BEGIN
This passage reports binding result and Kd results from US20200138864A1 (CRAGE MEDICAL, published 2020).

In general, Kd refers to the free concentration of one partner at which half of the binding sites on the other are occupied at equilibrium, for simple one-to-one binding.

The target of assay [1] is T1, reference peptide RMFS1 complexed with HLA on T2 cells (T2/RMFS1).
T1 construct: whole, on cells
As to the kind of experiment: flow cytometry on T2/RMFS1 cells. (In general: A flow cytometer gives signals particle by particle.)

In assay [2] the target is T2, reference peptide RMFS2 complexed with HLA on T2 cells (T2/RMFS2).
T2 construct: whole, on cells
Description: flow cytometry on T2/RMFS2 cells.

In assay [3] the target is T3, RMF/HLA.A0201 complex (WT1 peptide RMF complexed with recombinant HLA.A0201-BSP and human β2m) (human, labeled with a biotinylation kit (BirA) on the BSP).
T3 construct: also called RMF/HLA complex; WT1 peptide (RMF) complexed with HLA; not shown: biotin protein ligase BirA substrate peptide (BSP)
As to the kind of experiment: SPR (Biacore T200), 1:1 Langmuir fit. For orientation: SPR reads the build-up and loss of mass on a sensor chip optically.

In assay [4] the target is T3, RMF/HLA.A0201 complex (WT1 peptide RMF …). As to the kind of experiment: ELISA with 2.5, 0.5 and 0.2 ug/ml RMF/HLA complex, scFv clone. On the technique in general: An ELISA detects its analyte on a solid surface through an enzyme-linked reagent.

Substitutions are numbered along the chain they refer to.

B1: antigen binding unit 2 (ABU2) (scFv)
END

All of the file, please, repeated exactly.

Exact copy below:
This passage reports binding result and Kd results from US20200138864A1 (CRAGE MEDICAL, published 2020).

In general, Kd refers to the free concentration of one partner at which half of the binding sites on the other are occupied at equilibrium, for simple one-to-one binding.

The target of assay [1] is T1, reference peptide RMFS1 complexed with HLA on T2 cells (T2/RMFS1).
T1 construct: whole, on cells
As to the kind of experiment: flow cytometry on T2/RMFS1 cells. (In general: A flow cytometer gives signals particle by particle.)

In assay [2] the target is T2, reference peptide RMFS2 complexed with HLA on T2 cells (T2/RMFS2).
T2 construct: whole, on cells
Description: flow cytometry on T2/RMFS2 cells.

In assay [3] the target is T3, RMF/HLA.A0201 complex (WT1 peptide RMF complexed with recombinant HLA.A0201-BSP and human β2m) (human, labeled with a biotinylation kit (BirA) on the BSP).
T3 construct: also called RMF/HLA complex; WT1 peptide (RMF) complexed with HLA; not shown: biotin protein ligase BirA substrate peptide (BSP)
As to the kind of experiment: SPR (Biacore T200), 1:1 Langmuir fit. For orientation: SPR reads the build-up and loss of mass on a sensor chip optically.

In assay [4] the target is T3, RMF/HLA.A0201 complex (WT1 peptide RMF …). As to the kind of experiment: ELISA with 2.5, 0.5 and 0.2 ug/ml RMF/HLA complex, scFv clone. On the technique in general: An ELISA detects its analyte on a solid surface through an enzyme-linked reagent.

Substitutions are numbered along the chain they refer to.

B1: antigen binding unit 2 (ABU2) (scFv)